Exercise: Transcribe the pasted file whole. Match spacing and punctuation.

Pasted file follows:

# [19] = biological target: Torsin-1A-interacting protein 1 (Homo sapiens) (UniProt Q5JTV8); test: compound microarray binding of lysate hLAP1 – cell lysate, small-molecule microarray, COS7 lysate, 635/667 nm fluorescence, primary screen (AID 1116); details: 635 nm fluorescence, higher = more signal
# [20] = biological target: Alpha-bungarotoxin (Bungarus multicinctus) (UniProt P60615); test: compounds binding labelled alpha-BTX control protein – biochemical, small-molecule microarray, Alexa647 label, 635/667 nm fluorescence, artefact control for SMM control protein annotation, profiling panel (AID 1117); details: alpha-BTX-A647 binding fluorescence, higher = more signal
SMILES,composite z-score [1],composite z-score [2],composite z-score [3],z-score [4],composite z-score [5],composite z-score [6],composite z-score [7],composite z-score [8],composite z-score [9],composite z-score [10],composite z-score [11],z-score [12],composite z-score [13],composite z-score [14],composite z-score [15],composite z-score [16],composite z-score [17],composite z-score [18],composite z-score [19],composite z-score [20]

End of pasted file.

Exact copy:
# [19] = biological target: Torsin-1A-interacting protein 1 (Homo sapiens) (UniProt Q5JTV8); test: compound microarray binding of lysate hLAP1 – cell lysate, small-molecule microarray, COS7 lysate, 635/667 nm fluorescence, primary screen (AID 1116); details: 635 nm fluorescence, higher = more signal
# [20] = biological target: Alpha-bungarotoxin (Bungarus multicinctus) (UniProt P60615); test: compounds binding labelled alpha-BTX control protein – biochemical, small-molecule microarray, Alexa647 label, 635/667 nm fluorescence, artefact control for SMM control protein annotation, profiling panel (AID 1117); details: alpha-BTX-A647 binding fluorescence, higher = more signal
SMILES,composite z-score [1],composite z-score [2],composite z-score [3],z-score [4],composite z-score [5],composite z-score [6],composite z-score [7],composite z-score [8],composite z-score [9],composite z-score [10],composite z-score [11],z-score [12],composite z-score [13],composite z-score [14],composite z-score [15],composite z-score [16],composite z-score [17],composite z-score [18],composite z-score [19],composite z-score [20]